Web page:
Written by Jason Logsdon

How do You Pin Down Floating Sous Vide Items? - Ask Jason

I get a lot of great questions from my readers. In order to help out everyone else I'm answering some of the most popular ones here on the blog. Have something you need help with? You can ask me on Facebook, contact me directly, or view all of the Ask Jason questions!

What do you recommend to pin down items that float?

- Ben Allen

Note: The following article is an edited transcription from the video.

This is a big issue for a lot of people. Originally, it was something I didn't encounter much so I wasn't in a hurry to look into it. However, I thought I should do some testing and write an article on my blog about the various ways to prevent bags from floating. But as I started testing these things, I realized that using them makes sous viding so much easier. I went from not having a problem necessarily, to now I hate cooking without using something to hold the bag down.

There's lots of different options, but what I stuck with after testing 5 or 6 different things is the silicone coated red magnets from Sous Vide Homewares. They're on Amazon for about $8 to $10 for 8 of them. They're nice big thick ones that you can easily clamp on either side of the container to hold the sous vide bag under water during the cook.

Sous vide magnets red outside

I originally started with cheaper uncoated metal ones. They're about the same price for twice as many magnets. They were also a little bit stronger than the coated ones, but this turned out to just make them hard to pull apart.

That Christmas I gave a set of these to my Dad. When my father-in-law was checking them out, they snapped back together so forcefully that the non-coated magnets hit him in the face. That's kind of what you're dealing with when you're trying to use these. Where the Sous Vide Homewares coated magnets are easy for anyone to handle and separate.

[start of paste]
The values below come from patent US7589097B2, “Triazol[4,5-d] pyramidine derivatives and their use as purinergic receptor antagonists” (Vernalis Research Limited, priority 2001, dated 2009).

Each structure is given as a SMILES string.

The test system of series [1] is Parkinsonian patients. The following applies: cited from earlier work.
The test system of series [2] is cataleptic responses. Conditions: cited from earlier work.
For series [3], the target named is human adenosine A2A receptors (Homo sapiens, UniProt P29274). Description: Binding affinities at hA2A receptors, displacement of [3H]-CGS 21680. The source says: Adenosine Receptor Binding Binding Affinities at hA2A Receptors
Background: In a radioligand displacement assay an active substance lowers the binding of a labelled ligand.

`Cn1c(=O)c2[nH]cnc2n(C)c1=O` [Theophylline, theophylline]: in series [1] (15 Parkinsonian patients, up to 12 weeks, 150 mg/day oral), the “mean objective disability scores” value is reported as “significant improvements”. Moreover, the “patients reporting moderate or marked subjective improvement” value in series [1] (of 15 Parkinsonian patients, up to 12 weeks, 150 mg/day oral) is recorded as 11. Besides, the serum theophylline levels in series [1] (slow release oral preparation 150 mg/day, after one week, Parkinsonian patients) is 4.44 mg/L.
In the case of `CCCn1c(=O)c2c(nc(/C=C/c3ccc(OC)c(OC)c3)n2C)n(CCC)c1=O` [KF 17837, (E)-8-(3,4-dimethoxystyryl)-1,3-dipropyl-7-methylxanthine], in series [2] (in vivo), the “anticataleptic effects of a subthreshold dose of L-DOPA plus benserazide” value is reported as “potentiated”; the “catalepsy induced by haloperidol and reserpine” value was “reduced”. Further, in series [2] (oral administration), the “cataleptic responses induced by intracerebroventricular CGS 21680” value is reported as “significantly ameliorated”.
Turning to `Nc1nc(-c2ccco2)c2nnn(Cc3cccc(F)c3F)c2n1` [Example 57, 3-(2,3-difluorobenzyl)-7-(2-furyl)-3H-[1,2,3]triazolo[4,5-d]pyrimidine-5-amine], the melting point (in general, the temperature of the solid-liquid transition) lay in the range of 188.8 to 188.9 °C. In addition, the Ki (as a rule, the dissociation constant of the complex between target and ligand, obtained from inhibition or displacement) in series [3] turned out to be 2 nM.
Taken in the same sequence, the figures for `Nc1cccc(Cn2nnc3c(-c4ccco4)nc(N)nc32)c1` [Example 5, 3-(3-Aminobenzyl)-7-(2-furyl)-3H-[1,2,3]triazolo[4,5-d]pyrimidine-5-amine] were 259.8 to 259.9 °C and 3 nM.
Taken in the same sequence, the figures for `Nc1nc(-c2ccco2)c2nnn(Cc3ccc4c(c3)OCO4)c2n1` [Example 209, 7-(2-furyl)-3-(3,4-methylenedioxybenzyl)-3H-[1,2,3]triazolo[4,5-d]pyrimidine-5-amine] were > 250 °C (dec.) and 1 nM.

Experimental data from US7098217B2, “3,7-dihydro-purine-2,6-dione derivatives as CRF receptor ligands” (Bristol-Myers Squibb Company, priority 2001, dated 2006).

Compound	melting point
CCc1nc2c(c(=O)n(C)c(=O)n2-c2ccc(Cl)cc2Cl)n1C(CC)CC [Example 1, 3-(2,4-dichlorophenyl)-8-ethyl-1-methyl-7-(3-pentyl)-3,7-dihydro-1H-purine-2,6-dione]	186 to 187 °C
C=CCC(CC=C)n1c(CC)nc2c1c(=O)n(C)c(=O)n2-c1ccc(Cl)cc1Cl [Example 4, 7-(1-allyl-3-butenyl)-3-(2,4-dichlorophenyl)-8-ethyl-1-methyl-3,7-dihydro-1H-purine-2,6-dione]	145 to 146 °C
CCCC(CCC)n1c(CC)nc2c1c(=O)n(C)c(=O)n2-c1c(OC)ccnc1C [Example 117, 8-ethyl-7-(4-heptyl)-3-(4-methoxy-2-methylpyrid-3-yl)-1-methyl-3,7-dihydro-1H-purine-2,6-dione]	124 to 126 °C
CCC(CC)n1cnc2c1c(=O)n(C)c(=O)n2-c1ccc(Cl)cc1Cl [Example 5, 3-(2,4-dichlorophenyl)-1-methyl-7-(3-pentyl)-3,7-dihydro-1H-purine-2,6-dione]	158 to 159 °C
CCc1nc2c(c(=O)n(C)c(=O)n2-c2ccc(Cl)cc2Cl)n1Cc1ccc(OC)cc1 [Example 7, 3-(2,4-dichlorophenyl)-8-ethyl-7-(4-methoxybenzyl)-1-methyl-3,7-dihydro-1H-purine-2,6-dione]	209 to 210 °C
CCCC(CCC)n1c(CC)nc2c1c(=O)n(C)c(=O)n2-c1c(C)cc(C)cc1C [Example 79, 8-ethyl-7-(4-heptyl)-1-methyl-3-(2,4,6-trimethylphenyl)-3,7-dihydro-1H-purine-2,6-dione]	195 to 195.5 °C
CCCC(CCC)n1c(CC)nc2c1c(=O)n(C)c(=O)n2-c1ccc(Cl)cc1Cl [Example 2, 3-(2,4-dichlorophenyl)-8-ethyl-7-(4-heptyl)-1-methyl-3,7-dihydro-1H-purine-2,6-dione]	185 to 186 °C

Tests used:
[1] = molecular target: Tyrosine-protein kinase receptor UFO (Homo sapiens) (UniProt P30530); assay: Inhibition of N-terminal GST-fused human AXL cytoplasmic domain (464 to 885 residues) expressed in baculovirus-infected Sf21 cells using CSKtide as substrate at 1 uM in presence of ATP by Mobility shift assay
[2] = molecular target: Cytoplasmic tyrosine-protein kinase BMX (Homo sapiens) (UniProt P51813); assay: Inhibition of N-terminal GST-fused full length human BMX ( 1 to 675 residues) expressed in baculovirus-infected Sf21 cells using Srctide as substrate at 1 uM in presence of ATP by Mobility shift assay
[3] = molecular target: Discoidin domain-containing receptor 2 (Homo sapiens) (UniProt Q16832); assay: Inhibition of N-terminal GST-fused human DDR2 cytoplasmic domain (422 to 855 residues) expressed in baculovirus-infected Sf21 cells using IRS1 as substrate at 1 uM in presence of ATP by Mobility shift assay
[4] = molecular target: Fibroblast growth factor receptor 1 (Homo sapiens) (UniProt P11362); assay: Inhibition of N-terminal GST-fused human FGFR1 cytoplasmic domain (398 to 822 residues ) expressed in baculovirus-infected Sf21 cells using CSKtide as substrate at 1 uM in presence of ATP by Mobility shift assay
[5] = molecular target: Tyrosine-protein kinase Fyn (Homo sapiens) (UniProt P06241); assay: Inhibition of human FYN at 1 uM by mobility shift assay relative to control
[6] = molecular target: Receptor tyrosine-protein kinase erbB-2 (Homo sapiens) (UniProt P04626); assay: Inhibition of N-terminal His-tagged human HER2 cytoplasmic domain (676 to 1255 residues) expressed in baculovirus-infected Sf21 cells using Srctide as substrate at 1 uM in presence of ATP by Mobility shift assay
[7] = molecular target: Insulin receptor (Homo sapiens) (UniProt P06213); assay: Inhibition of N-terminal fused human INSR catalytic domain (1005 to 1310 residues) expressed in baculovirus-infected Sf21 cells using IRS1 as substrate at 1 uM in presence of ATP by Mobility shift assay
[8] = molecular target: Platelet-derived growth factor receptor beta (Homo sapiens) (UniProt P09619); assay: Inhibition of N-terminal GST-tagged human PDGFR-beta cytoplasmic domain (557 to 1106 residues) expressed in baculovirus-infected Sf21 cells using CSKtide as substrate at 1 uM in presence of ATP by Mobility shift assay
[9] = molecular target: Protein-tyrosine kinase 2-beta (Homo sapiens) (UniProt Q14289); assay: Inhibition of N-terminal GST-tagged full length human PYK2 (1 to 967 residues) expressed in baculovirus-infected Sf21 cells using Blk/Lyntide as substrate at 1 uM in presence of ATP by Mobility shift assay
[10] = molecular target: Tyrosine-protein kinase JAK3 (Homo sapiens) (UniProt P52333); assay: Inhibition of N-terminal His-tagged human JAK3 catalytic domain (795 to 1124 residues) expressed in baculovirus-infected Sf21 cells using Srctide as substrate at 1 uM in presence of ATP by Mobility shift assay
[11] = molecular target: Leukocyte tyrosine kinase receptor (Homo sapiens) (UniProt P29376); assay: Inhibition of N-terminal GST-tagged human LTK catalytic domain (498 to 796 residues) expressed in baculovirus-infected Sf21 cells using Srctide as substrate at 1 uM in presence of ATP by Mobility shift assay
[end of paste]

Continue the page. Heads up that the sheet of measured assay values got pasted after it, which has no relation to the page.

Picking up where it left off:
Sous vide asparagus tuscan 44

Note: For more information you can read our comprehensive article on Disc Neodymium Magnets for Sous Vide.

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Another important difference comes when sous viding things like vegetables, which is one of the foods that tends to float. Vegetables are cooked at higher temperatures, normally about 185°F (85°C) which is really hot.

When it's time to remove the sous vide bag from the water, the uncoated metal magnets are now also 185°F (85°C). So when you try to take them off you can burn yourself. Whereas the coated ones are warm but will not burn you.

Sous vide cherry tomatoes 3

Note: For more information you can read my detailed review on these red Sous Vide Homewares Magnets.

I use the coated red magnets all the time now, even with foods that don't float. They are so easy to stick on the sides, and I don't ever have to check on the bags to be sure everything's underwater. I've used these magnets on steaks and chicken, particularly frozen steak and chicken which tends to float. They're a necessity with carrots, broccoli and cauliflower, which are like trying to hold a raft underwater.

What do I recommend to combat floating sous vide bags? The silicone coated red magnets from Sous Vide Homewares - they work great!

If you like this you can get more than 85 inspiring recipes to get you on your way to sous vide success. It's all in my best selling book Modernist Cooking Made Easy: Sous Vide - Get Your Copy Today!

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All tags for this article: Ask Jason, Equipment, Sous Vide, Sous Vide Equipment


Jason logsdon headshot This article is by me, Jason Logsdon. I'm an adventurous home cook and professional blogger who loves to try new things, especially when it comes to cooking. I've explored everything from sous vide and whipping siphons to pressure cookers and blow torches; created foams, gels and spheres; made barrel aged cocktails and brewed beer. I have also written 10 cookbooks on modernist cooking and sous vide and I run the AmazingFoodMadeEasy.com website.
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